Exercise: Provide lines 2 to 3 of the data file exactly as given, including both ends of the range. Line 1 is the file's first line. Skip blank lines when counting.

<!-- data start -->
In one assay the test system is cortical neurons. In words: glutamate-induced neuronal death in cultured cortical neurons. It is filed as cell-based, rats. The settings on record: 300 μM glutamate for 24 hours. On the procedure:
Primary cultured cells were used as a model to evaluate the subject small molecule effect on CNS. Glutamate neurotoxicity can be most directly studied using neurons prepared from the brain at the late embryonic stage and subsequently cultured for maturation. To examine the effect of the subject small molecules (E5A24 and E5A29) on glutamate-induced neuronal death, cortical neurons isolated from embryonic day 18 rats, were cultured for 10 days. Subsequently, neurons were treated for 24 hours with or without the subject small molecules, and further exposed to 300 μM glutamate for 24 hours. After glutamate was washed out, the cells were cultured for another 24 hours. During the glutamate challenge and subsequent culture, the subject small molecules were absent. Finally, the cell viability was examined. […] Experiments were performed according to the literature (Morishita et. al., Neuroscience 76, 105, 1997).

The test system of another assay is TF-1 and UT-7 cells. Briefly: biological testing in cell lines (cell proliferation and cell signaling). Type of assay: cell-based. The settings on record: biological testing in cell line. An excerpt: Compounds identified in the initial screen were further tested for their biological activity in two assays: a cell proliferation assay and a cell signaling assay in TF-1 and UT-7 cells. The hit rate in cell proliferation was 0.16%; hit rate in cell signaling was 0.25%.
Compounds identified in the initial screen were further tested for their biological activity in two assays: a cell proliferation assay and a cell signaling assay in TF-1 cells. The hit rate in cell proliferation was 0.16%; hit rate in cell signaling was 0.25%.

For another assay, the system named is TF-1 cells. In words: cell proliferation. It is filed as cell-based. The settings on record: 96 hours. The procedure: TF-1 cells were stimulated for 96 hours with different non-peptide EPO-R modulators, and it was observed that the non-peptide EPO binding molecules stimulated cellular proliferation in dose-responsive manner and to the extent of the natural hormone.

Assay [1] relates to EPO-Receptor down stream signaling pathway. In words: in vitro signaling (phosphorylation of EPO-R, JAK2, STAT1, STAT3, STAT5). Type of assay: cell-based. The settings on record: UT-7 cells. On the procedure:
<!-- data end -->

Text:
Primary cultured cells were used as a model to evaluate the subject small molecule effect on CNS. Glutamate neurotoxicity can be most directly studied using neurons prepared from the brain at the late embryonic stage and subsequently cultured for maturation. To examine the effect of the subject small molecules (E5A24 and E5A29) on glutamate-induced neuronal death, cortical neurons isolated from embryonic day 18 rats, were cultured for 10 days. Subsequently, neurons were treated for 24 hours with or without the subject small molecules, and further exposed to 300 μM glutamate for 24 hours. After glutamate was washed out, the cells were cultured for another 24 hours. During the glutamate challenge and subsequent culture, the subject small molecules were absent. Finally, the cell viability was examined. […] Experiments were performed according to the literature (Morishita et. al., Neuroscience 76, 105, 1997).

The test system of another assay is TF-1 and UT-7 cells. Briefly: biological testing in cell lines (cell proliferation and cell signaling). Type of assay: cell-based. The settings on record: biological testing in cell line. An excerpt: Compounds identified in the initial screen were further tested for their biological activity in two assays: a cell proliferation assay and a cell signaling assay in TF-1 and UT-7 cells. The hit rate in cell proliferation was 0.16%; hit rate in cell signaling was 0.25%.